While Governor Cooper wants to grow welfare by spending $3-$6 billion of our money to give free healthcare to able-bodied adults who won’t work, working people who aren’t on Cooper’s radar and don’t get free stuff pay above average healthcare costs.
“For a CT scan with dye, the average cost nationally is $799. The North Carolina average is $1,016. In Charlotte, the average is $846, and in Raleigh, $583.
▪ For an MRI of the brain without dye, the average cost nationally is $786. The North Carolina average is $1,458. In Charlotte, the average is $1,330, and in Raleigh, $1,093.
▪ For an MRI of the lumbar spine without dye, the average cost nationally is $716. The North Carolina average is $1,218. The Charlotte average is $1,396, and Raleigh’s is $713.
▪ For an MRI of the cervical spine without dye, the average cost nationally is $715. The North Carolina average is $1,259. The Charlotte average is $1,323, and Raleigh’s is half that – $696.
▪ For a knee replacement, the average cost nationally is $35,543. North Carolina’s average, $40,602. Charlotte’s average was higher than either the national or state average, at $46,229.
▪ For vaginal childbirth and newborn care, the average cost nationally is $12,485. North Carolina’s average, $13,796. Charlotte’s average, $15,016.”
Why do we pay so much more? Because the NCDHHS bureaucracy and many politicians stifle medical competition.
For example, the Certificate of Need law blocks new entrants into medical services like imaging and allows incumbent providers to keep prices up.
Here’s more evidence of an anti-competitive healthcare market:
Carolina Journal reports on a study from George Mason University documenting our state’s low ranking on access to less costly healthcare options.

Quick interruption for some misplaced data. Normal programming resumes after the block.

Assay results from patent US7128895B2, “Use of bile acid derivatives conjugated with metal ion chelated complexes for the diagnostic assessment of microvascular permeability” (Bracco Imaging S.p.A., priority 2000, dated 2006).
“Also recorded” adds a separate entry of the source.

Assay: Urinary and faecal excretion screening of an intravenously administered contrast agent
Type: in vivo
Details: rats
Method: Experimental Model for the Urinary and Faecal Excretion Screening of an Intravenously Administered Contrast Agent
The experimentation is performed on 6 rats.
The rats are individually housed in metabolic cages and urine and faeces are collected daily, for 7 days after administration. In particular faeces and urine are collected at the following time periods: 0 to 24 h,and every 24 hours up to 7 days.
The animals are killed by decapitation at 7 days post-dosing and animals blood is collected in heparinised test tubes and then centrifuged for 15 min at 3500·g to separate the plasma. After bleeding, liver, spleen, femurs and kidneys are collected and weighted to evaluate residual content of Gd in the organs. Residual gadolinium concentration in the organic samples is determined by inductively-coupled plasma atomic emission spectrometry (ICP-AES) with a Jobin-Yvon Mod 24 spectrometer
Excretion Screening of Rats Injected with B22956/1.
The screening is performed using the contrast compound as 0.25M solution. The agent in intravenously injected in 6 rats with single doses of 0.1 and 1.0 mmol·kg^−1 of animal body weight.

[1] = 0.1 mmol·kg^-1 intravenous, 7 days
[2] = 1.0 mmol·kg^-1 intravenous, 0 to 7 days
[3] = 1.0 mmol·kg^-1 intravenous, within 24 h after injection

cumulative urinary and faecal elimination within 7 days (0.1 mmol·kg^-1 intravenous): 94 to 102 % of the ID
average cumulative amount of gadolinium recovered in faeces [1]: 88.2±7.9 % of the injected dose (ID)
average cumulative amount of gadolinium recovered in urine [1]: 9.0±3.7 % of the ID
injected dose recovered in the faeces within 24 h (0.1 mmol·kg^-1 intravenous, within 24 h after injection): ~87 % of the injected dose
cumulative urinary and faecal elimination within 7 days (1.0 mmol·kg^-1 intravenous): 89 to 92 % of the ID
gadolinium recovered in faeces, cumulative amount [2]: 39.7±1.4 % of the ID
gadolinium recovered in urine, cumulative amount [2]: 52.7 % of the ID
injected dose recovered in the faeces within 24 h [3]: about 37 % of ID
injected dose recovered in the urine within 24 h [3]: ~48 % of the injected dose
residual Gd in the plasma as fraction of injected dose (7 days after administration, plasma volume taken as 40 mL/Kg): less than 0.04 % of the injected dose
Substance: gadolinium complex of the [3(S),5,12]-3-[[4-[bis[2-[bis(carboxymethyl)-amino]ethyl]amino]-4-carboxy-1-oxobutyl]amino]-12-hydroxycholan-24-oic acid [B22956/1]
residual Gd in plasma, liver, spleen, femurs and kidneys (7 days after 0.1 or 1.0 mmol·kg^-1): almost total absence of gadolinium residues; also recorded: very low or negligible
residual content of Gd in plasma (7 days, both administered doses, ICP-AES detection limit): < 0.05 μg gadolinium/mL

“A senior research fellow and health-care scholar at the Mercatus Center of George Mason University, Graboyes recently helped with a study showing North Carolina trails the national average in all four key telemedicine indicators — Medicaid reimbursement levels for telemedicine and telemonitoring; requirements imposed on ‘telepresenters’ — medical professionals who consult with or treat patients remotely; and whether the state allows online prescribing.
In fact, the Healthcare Openness and Access Project ranked North Carolina No. 43 among the states and District of Columbia for how open and accessible the state’s health care system is for patients and providers. The flexibility measure looked at multiple indicators in 10 subindexes from a free market perspective.
Overall, on a scale of 1-5, with one being worst, North Carolina had a score of 2.87. The national mean score was 3.17. In fact, the state ranked 24th or lower on six of the 10 categories”
Amazon keeps Walmart honest and vice versa. Competition is the American way.
Cooper cares about more handouts and more government power over us.
The reform majority should break down barriers to competition and lower health care costs for everyone.